White cabbage butterflies may soon be soaring through space as well as fluttering across your garden. The butterflies and special fast-growing plants will be the focus of a NASA-sponsored workshop for biology teachers in late July on the University of Wisconsin-Madison campus.
At the workshop, these fifth-grade through high-school teachers will learn new ways to teach the principles of scientific investigation. The teachers will incorporate the new methods into their classrooms and use results from classroom research to propose experiments to fly on future space shuttles.
NASA is sponsoring the series of three workshops developed because it is interested in students becoming literate in space science, according to Coe Williams, program co-manager of the Wisconsin Fast Plants Program at the College of Agricultural and Life Sciences. “Today”s students are the next generation of space scientists,” she explains.
By encouraging science teachers to propose experiments for space flight, NASA hopes to increase student involvement in space research – and the Wisconsin Fast Plants Program (see sidebar) is an ideal way to do just that, Williams says. NASA carried Fast Plants experiments on a shuttle mission in 1997. The positive experiences of the students and teachers who participated in that research made NASA interested in working with the Fast Plants Program again.
Twenty-four teachers from across the country came to the UW-Madison campus July 29-31 for the second workshop, Williams says. The first workshop, held last November, was a success: already, a team of three of those teachers is planning to submit an experiment that may go up on a future shuttle.
At the workshops, teachers learn how to design experiments using the common white cabbage butterfly and a natural food source to test the effects of microgravity on the butterfly”s life cycle. By using turntables, rotisserie motors and fans to alter gravity slightly, teachers and their students can simulate how conditions in space might affect things like egg laying and pupation. For example, teachers from the first workshop are already asking whether the microgravity experiments may be causing butterflies to emerge from their chrysalises with crumpled wings.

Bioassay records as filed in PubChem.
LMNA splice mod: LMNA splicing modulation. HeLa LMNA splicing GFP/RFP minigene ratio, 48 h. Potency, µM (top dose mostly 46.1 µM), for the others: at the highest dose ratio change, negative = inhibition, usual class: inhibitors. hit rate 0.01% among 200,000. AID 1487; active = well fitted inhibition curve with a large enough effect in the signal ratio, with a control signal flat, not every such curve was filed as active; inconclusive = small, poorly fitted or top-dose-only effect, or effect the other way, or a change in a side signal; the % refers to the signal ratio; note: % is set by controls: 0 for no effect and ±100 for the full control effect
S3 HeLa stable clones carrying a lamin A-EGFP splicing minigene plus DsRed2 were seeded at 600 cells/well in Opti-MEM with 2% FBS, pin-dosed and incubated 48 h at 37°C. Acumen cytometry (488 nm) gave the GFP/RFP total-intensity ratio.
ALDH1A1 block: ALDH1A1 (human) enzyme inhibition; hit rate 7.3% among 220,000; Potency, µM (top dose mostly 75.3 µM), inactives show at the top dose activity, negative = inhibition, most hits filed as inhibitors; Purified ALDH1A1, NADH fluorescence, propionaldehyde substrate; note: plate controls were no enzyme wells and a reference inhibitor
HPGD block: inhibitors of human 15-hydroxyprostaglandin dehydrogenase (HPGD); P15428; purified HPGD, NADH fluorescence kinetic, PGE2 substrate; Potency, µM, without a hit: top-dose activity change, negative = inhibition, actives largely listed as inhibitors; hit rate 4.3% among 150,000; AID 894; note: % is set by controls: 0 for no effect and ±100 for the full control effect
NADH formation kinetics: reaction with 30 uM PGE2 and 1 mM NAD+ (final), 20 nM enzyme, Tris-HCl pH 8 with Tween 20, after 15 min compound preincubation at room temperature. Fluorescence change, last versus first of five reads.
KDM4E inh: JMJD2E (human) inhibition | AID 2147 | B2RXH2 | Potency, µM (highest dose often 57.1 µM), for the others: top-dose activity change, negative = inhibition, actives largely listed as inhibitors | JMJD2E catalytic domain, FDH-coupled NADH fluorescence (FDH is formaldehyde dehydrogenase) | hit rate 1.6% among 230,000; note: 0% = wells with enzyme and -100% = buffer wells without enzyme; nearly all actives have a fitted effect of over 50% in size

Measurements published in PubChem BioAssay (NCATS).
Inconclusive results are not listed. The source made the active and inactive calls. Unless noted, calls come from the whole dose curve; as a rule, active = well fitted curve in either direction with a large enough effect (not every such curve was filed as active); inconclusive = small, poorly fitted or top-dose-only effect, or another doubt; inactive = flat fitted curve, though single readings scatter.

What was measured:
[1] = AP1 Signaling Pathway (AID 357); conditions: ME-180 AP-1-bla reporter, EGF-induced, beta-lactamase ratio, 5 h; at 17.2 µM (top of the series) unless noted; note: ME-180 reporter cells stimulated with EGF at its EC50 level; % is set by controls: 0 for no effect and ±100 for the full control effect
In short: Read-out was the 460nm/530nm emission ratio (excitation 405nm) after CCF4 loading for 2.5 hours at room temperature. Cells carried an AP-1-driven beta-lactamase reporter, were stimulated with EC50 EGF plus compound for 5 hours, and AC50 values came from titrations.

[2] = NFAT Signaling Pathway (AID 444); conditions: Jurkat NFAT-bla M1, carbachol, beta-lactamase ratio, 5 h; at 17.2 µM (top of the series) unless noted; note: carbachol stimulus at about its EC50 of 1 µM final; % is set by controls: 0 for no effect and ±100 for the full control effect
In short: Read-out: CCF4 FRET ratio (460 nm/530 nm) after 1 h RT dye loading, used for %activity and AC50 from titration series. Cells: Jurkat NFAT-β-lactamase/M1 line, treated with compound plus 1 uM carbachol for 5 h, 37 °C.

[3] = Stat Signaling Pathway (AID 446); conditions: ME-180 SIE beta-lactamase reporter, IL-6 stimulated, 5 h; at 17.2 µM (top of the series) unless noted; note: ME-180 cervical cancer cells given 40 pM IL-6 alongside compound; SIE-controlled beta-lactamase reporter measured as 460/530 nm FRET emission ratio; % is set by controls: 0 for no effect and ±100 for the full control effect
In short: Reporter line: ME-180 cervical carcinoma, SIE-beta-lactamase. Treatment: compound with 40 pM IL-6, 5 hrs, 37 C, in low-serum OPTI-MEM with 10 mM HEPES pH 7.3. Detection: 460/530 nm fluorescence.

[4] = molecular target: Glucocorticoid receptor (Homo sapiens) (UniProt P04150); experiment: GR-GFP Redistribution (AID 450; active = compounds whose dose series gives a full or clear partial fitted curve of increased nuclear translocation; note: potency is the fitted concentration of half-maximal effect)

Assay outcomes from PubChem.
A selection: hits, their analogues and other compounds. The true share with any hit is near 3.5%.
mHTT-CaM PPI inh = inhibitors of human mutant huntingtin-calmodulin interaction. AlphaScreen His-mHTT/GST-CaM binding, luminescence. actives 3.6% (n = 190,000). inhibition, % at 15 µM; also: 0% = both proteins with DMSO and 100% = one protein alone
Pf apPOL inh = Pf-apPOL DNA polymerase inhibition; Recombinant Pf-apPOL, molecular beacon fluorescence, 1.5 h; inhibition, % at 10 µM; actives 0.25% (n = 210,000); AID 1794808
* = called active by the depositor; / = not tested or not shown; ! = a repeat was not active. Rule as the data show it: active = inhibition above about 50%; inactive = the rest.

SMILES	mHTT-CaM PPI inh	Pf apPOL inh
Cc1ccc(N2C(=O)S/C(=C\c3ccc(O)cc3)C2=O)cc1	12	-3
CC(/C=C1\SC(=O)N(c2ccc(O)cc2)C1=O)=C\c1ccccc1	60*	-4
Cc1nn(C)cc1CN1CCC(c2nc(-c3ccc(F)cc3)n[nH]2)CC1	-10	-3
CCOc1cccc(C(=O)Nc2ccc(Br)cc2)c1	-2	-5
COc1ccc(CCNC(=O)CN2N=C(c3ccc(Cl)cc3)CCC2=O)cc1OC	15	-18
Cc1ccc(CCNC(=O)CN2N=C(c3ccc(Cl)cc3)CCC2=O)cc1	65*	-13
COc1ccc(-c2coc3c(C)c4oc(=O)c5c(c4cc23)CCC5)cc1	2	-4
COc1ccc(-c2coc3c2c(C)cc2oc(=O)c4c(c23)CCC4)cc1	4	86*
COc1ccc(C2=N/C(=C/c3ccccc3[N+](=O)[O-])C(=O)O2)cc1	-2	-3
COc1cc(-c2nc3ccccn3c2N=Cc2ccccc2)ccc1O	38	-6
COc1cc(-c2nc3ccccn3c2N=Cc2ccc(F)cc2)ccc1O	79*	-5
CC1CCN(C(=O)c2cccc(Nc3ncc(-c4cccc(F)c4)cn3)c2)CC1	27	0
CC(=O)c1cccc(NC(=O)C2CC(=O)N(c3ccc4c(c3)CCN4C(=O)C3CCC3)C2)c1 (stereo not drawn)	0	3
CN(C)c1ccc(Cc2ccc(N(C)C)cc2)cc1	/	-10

Teachers who attended the workshops will also train other teachers. “In some cases, they already have a colleague they are mentoring,” says Williams. A team from the first workshop will present the program at an upcoming National Association of Biology Teachers meeting. That presentation will expose hundreds of other teachers to the program.
The program is a success for students and teachers alike, according to Williams. “The teachers are becoming researchers. There”s a tremendous energy and excitement as they work to nail down experimental designs and solve problems,” she says. “And teachers tell us that students are coming in early and after school to take care of an experiment. Everyone is enthusiastic because no one already knows the answers to the research questions-no one knows what is going to happen.”